Brendan Kelly, though a member of the Royal Society of Portrait artists, paints pictures of a much greater complexity than the title ‘portrait artist’ might suggest. While his website talks rather pretentiously of portraiture as a means to understanding that most trendy of topics in art schools, the human condition, Kelly’s paintings do in fact seem to explore something about how we interact and view each other in the contemporary world.
He does this mostly through the use of light. Now light has been a fascination for artists for centuries, what make’s Kelly different is that he aims to capture light that is particulare to the modern world. The harsh artificial lights of the modern world have a different psycholigical impact to the soft almost spiritual light of the natural world.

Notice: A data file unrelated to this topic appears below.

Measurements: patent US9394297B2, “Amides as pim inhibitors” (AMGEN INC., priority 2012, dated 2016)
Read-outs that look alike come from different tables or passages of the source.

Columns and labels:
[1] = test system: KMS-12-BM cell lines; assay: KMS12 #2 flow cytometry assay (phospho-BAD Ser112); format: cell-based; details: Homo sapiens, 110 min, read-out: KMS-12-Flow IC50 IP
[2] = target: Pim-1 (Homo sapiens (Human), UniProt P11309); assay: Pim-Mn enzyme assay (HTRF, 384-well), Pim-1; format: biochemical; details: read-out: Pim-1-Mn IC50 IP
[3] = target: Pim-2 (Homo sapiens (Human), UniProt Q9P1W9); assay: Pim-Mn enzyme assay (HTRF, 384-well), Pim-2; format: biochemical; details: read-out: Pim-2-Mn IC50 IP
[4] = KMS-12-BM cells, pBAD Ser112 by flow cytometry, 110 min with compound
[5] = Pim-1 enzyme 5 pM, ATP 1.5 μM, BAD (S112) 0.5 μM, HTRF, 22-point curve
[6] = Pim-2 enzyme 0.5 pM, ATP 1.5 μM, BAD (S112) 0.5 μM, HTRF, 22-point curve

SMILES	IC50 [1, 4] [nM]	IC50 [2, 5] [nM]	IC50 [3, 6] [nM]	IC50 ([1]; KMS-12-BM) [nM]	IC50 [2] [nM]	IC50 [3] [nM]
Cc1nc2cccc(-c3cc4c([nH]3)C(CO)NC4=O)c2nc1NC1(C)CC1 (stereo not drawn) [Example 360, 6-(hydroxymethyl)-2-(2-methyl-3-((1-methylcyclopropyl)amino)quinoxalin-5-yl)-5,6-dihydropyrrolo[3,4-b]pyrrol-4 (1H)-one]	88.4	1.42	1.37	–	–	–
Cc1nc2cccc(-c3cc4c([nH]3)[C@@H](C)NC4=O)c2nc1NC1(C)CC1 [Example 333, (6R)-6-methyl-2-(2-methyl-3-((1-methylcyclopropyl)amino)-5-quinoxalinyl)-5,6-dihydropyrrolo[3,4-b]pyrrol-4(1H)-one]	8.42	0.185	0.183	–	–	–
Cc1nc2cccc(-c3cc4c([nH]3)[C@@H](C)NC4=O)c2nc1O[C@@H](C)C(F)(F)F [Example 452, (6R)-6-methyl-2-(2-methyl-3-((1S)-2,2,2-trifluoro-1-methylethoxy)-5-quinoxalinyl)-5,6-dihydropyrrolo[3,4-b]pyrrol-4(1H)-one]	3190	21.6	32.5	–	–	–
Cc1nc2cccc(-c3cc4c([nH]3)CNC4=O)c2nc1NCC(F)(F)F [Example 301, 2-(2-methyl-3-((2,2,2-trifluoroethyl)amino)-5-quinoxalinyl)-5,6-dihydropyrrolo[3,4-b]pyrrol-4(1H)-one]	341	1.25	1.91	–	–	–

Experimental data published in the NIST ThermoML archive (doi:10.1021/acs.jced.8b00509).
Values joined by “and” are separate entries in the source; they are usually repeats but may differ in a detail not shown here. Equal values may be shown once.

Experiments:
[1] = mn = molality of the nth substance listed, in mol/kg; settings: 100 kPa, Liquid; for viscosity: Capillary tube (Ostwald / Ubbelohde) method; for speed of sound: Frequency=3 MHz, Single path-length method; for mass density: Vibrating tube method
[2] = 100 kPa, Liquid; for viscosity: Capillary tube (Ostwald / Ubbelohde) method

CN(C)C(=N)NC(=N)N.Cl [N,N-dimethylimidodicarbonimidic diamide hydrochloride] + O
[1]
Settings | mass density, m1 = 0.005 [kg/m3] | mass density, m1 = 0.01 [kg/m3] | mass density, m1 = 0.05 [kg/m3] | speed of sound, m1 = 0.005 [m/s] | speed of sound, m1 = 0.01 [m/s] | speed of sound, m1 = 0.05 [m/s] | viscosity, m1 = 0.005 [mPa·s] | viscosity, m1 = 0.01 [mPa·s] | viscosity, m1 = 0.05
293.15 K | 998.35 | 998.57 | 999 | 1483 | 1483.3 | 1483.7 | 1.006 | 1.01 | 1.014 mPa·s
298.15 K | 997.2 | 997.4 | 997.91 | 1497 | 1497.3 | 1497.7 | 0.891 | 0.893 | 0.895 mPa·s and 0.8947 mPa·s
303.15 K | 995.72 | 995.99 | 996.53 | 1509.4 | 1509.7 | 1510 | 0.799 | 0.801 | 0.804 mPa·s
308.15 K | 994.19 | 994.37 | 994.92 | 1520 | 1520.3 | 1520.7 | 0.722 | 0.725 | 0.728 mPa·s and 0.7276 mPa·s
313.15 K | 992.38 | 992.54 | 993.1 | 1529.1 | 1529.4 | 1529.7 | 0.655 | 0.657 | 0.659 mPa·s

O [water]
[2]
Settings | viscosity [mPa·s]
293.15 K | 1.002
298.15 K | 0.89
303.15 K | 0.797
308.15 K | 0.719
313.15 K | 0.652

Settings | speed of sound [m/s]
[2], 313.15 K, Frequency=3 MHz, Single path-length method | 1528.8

Strip lighting, light-emitting coke machines, and bright sunlight divided into sharp regular areas by windows all put Kelly’s work in a resolutely 21st century setting. To me, his work seems to suggest how all these artificial light can be blinding, preventing communication. In some paintings, the faces are hard to make out, being outshone by the bright light nearby. There is an stifling awkwardness and a buzzing stillness that one finds in Hopper’s great works. The figures seem unsatisfied with the space in which they find themselves.